A paper by Baiyang Xiao
Internet service providers (ISPs) globally are increasingly legally obliged to monitor and regulate content on their service. In general, such obligations may emanate from explicit legislative mandates, such as Article 17 of the EU’s Directive on Copyright in the Digital Single Market, or from the imposition of strict liability for user-generated content by judicial authorities, effectively requiring intermediaries to actively monitor and moderate illegal content to circumvent liability. China implemented a dual-track legal mechanism on content moderation that emphasizes the public and private distinction. Specifically, ISPs are exempted from monitoring obligations in private law, while public law explicitly imposes monitoring obligations for ISPs, requiring them to take on the role of gatekeepers who have a responsibility towards the public interest. This study aims to explain what legal measures China adopted to serve the needs of content control and compares the framework with the regulatory approach of the EU.
What is the current legal framework for content moderation?
On the one hand, the Chinese jurisprudence has reached consensus that the principle of prohibition on general monitoring obligations applies in private sphere and leaves certain room for monitoring obligations in cases of specific natures. In its authoritative interpretation of Article 1197 of the Civil Code, the Legislative Affairs Commission referred to international conventional practice and clarified that ‘ISPs that provide technical services are not subject to general monitoring obligations,’ but did not preclude the possibility of monitoring obligations of a specific nature. Moreover, the Supreme People’s Court (SPC) clarifies that the court shall not determine an ISP is at fault where it fails to conduct proactive monitoring regarding a user’s infringement. In another Guiding Opinion, the SPC explicitly stated that ‘[courts shall] not impose a general obligation of prior review and a relatively high degree of duty of care upon the ISPs […].’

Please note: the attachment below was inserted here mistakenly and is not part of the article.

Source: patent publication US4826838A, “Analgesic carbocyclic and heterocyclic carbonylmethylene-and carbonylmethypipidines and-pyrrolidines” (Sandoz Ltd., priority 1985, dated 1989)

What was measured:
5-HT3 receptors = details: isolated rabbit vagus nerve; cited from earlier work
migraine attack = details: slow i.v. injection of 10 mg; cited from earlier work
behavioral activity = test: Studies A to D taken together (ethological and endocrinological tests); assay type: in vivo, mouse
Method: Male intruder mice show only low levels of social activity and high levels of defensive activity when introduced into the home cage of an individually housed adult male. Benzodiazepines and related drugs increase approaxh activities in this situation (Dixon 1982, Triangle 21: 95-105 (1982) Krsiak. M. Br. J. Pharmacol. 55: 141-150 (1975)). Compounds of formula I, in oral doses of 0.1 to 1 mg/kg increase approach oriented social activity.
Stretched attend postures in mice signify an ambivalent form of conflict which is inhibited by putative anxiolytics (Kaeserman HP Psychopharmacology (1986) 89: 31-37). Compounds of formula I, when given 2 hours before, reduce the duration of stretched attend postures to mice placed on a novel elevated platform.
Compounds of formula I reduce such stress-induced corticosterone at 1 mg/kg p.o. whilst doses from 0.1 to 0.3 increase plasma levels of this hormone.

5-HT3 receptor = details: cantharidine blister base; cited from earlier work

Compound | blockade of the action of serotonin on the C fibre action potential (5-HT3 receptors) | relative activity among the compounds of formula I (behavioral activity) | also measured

On the other hand, under public law, ISPs are required to review, monitor, and inspect information prohibited from being disseminated by laws and administrative regulations. When they ‘discover’ illegal content disseminated on their services, they must fulfil their proactive monitoring obligations by taking certain measures to prevent the transmission of such content. In addition to technical filtering mechanisms, platforms must also employ trained personnel to conduct human reviews of uploaded content. Otherwise, they will face penalties for their failure to perform their monitoring obligations. Unsurprisingly, the scope of monitoring can be considered comprehensive, as the ISPs are required to monitor almost all online content in accordance with various laws, administrative regulations, and even ‘relevant state provisions.’